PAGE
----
In Travel

A High Flyer’s Guide To Chartering A Private Jet

Chartering private jet planes is a growing trend within Australian aviation. Whether you want to charter a quick jet from Sydney to Melbourne, or a luxury liner to the United States, here's what you need to know.

Flying first class used to be the pinnacle of luxury travel, but chartering your own private jet, complete with cabin crew and on board catering, is a tough act to beat.

No longer just  for celebrities and high-powered politicians, high flying Australians are increasingly turning to this lavish method of transport for both personal and business trips.

David Mackey, chief flight manager of Flight Charter (an online broker for chartering private services), said that his customers will employ a charted flight for weekend getaways interstate, day trips to major cities and smaller towns and even for travel to other continents, with no limitations on how short or long the trip may be.

The interior of a Boeing 737 BBJ is just like a comfortable lounge. Photo: Supplied

“In the US and Europe it’s been very common and mainstream for decades. It’s definitely getting more popular in Australia and the standard of service here is increasing,” Mackey says. “There are more aircrafts available and it’s becoming more well known to private sector individuals.”

Depending on the aircraft, a round trip from Sydney to the Gold Coast will cost roughly $12,000. A long-distance flight aboard one of their first-class planes from Melbourne to Hawaii can add up to around US$250,000. With a private charter, customers pay one price for the entire service, rather than per head.  

“The reason people hire a private aircraft is normally because it’s convenient,” Mr Mackey said.

“Maybe the airline’s schedule doesn’t suit them, they might want to stop somewhere along the way, or want to take a group of friends and it works out to be comparable to an airline. They might want discretion or maybe they just want the experience.”

Mr Mackey has one particular customer who charters a flight every Friday during the snow season.

Private jets such as the Challenger 604 are popular charter options. Photo: Navair

“They have accommodation there for the season, they gather the family, get out to the airport, onto the plane and then come back Sunday afternoon,” he says.

Depending on the level of luxury you seek, there are different aircraft available, in economy, business class and first class standards.

“Economy is a small twin engine airplane with four to eight seats,” Mackey says.

“Business class is more sophisticated, it’s another twin-engine plane but it’s bigger with six to 10 seats and it’s very nice inside. The first class jets can be small jets or larger planes.”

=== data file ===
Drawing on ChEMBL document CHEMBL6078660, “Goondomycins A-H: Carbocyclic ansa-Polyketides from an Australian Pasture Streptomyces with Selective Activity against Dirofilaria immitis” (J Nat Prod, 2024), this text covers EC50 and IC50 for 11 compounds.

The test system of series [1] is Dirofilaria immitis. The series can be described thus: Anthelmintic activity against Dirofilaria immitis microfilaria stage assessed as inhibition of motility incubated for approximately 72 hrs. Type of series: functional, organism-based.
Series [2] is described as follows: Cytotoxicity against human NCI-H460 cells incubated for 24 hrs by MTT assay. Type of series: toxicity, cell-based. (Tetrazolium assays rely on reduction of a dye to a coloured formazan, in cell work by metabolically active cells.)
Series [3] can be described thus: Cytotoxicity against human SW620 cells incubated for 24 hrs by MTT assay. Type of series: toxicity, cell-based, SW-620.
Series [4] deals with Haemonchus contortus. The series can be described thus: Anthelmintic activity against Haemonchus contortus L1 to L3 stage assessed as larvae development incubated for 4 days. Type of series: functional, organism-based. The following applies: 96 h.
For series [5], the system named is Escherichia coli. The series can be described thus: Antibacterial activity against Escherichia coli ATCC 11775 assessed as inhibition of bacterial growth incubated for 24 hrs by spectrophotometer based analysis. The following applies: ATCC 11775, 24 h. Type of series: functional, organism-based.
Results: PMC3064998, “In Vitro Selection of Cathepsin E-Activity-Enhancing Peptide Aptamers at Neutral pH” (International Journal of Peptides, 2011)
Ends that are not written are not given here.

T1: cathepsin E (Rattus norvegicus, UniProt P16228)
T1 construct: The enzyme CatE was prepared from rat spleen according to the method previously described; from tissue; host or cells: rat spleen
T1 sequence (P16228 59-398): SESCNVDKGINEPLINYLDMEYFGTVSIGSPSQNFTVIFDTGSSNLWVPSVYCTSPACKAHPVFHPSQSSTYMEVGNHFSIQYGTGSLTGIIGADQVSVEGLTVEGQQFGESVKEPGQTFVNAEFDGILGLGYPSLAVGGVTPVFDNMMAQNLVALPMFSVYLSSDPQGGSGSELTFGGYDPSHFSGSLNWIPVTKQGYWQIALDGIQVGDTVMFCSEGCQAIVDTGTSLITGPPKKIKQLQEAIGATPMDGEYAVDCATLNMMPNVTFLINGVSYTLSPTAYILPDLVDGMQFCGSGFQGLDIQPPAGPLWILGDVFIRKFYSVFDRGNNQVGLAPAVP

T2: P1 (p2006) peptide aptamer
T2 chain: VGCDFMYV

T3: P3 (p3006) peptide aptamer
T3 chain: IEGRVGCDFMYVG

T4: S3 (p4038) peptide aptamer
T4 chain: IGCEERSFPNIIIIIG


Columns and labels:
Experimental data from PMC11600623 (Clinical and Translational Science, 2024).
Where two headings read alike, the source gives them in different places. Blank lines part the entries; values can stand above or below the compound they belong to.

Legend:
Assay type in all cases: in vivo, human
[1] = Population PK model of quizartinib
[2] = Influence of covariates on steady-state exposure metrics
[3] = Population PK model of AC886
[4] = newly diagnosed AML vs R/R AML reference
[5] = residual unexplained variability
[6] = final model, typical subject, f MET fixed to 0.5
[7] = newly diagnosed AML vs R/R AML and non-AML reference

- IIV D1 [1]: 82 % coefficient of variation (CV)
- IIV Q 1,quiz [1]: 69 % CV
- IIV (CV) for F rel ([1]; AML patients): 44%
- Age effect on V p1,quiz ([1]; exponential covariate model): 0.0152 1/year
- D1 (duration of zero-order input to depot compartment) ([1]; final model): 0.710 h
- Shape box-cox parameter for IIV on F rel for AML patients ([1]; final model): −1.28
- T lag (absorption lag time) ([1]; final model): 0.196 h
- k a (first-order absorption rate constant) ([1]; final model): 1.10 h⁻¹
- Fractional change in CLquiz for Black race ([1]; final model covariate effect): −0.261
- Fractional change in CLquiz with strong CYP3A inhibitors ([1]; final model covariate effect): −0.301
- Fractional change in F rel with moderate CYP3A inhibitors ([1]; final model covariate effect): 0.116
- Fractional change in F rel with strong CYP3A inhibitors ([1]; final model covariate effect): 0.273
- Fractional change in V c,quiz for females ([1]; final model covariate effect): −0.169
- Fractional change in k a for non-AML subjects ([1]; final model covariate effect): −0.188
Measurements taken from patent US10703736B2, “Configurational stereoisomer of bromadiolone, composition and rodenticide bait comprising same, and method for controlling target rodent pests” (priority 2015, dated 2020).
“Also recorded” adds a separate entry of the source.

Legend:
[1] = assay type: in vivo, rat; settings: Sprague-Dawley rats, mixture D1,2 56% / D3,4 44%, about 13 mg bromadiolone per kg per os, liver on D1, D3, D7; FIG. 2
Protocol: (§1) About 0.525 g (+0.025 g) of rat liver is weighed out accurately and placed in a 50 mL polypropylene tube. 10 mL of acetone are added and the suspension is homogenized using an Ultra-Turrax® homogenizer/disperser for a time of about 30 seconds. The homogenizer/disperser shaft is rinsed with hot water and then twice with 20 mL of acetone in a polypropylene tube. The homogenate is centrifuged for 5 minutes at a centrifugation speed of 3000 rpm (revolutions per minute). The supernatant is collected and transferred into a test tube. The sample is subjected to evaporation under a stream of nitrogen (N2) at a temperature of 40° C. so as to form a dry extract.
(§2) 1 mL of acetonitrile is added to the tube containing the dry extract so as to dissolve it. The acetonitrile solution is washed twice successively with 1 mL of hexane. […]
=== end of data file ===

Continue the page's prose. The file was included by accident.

Every class enjoys the perks of parking at the airport, lounge facilities, the ability to board directly from the tarmac, and of course, you’ll have your very own pilot. For added luxury, you can hire on board caterers and flight attendants. On some flights, you can even bring your pet along.

Rick Pegus, general manager and pilot at Navair, said he often pilots planes for high net worth individuals who like their privacy. He’s flown the likes of Microsoft’s Bill Gates, Hollywood starlet Nicole Kidman and husband Keith Urban, heartthrob Liam Hemsworth, Australian PR queen Roxy Jacenko, and even international pop-sensation One Direction.

Rick Pegus of Navair. Photo: Supplied

“Normally we have a minimum charge; we do a minimum of 1.5 hours of flying for the day,” Pegus says.

“In a light jet, it’s about $2500 per flight plus about $800 for the pilot.”

A flight from Sydney to Melbourne return with Navair will set you back about $9000 in a smaller plane, while larger planes can cost up to $7000 per hour. Pegus, who has been a pilot for 22 years, says he and his team have flown customers to Honolulu, China, Fiji and Bora Bora. 

“On a small charter, where you don’t have cabin crew, we’re doing everything – making sure the catering is prepared, the cabins are clean.”

The interior of one of Navair’s cabins. Photo: Supplied

While he doesn’t cut the sandwiches himself, as the pilot Pegus ensures the catering is fresh, and arrives 90 minutes before takeoff to check the weather, research the inbound airport and ensure everything is prepared for the flight.

Some services can act as the equivalent of having a car on standby, ready to take off after a meeting or whenever suits the passenger.

“We get to really have a conversation with the passengers and they can ask us questions, the can come to the cockpit which they can’t do on a normal flight and that adds to the experience for the customers,” Pegus says.

The booking process is only slightly more involved than ordering an Uber, as there are different planes and options available.

“It doesn’t take very long to book if you’re happy with everything. It’s a five minute conversation and then you can decide whether you want to get your credit card out and do it all over the phone,” Pegus says.

Published 09 August, 2017